Moving back to rez was turning point for Diné artist
“Our art is sacred,” Jonathan Curley said.
This is how Curley, a painter, views Native art as a whole. “It’s a sacred form of art that is developed by us,” he said during a phone interview. “I can’t replicate a second piece … it will not come out the same way. For some reason I cannot replicate an identical piece.”
Through all of his accomplishments Curley has continued to feel humble and honored. “The Holy Ones blessed me with this great talent,” he said. And he remembers this every time a gallery reaches out him about displaying his art or people purchase his pieces. He works primarily in acrylic and aerosol spray paint.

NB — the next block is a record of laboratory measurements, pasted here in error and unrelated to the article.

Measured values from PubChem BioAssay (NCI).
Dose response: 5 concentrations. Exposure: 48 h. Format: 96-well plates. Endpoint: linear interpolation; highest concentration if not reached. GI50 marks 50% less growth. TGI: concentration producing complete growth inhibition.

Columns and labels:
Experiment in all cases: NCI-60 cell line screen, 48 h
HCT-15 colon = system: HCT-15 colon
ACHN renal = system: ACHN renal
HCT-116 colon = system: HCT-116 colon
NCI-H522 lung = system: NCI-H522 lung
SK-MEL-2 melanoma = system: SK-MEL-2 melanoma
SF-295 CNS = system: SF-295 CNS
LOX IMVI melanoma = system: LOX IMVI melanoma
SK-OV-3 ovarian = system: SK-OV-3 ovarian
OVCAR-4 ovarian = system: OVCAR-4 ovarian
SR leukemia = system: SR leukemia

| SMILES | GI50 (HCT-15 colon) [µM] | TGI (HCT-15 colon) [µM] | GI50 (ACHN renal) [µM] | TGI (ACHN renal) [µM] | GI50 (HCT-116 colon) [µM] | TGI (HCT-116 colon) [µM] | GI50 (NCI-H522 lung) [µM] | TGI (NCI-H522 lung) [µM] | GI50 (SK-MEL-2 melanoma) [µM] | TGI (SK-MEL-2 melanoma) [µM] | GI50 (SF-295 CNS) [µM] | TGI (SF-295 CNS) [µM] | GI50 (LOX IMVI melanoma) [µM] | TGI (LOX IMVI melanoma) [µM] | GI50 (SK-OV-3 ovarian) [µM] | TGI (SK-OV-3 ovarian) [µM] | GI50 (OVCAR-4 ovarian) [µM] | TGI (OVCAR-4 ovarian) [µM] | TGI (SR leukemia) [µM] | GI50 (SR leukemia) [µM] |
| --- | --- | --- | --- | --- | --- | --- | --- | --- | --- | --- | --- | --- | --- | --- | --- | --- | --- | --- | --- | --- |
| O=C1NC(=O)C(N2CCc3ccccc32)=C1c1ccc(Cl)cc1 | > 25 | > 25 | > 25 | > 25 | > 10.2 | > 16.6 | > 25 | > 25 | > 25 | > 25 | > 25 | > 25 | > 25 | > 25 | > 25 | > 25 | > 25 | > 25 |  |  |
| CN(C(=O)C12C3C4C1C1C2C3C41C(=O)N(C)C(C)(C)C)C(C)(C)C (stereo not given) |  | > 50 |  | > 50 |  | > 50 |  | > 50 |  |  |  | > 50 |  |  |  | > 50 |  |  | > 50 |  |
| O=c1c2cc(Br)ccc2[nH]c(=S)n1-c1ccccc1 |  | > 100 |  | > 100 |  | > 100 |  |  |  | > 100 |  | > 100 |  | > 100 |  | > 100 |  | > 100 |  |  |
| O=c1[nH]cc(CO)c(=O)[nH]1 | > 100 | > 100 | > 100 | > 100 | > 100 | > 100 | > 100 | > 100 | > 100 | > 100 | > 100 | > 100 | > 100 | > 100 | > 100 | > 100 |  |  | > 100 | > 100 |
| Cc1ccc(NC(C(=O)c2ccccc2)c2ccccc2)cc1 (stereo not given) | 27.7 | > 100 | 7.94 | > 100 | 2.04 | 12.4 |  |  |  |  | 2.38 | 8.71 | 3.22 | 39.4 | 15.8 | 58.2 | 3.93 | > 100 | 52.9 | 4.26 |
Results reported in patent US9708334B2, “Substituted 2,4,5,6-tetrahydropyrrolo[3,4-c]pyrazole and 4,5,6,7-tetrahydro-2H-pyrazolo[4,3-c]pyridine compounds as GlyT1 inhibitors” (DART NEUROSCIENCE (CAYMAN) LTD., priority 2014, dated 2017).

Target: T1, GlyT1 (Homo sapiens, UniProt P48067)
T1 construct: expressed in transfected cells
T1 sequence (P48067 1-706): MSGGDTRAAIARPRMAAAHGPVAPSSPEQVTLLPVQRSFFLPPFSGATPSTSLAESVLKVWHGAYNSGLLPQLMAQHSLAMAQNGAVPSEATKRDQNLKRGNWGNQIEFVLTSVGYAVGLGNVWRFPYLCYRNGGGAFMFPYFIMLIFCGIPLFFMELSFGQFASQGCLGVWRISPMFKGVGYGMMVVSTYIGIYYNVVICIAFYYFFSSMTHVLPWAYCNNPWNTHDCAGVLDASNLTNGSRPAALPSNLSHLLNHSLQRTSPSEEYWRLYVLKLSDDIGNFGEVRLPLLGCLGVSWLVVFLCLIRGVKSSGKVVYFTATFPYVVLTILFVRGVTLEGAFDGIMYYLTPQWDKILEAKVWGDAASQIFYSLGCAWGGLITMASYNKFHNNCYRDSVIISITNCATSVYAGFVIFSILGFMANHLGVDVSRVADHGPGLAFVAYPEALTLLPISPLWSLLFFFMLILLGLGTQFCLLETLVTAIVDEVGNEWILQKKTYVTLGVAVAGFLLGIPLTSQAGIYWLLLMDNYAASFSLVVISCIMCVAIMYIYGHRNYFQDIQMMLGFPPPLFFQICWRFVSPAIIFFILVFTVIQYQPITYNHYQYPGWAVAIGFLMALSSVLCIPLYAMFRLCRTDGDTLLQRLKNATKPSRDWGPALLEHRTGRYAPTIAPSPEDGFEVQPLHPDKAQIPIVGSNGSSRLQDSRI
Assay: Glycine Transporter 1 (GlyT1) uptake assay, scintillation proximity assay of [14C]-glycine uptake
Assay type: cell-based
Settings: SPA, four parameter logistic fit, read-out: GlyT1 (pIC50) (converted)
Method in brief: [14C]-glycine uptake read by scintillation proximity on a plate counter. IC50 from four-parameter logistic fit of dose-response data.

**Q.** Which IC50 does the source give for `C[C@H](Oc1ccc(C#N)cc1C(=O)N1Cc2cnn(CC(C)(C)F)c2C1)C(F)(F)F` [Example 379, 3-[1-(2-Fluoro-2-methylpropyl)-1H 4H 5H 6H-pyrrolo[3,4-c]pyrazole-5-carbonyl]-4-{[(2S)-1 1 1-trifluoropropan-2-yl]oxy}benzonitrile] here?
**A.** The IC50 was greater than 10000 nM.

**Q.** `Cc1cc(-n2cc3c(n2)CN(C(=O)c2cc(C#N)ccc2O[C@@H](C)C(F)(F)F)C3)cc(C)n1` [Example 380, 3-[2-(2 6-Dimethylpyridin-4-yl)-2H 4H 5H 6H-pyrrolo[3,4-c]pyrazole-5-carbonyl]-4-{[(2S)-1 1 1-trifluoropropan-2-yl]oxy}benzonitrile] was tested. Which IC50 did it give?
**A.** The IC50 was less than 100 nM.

Curley’s art is vibrant, bright and warm. It’s a mix of traditional designs with a contemporary twist. His signature style often includes a hummingbird, which represents good thoughts to him.
“There are times when I do struggle in my studio,” Curley said. “I’ll talk to my brushes and paints and my canvas and be like, ‘Okay, let me know when you’re ready to paint.’”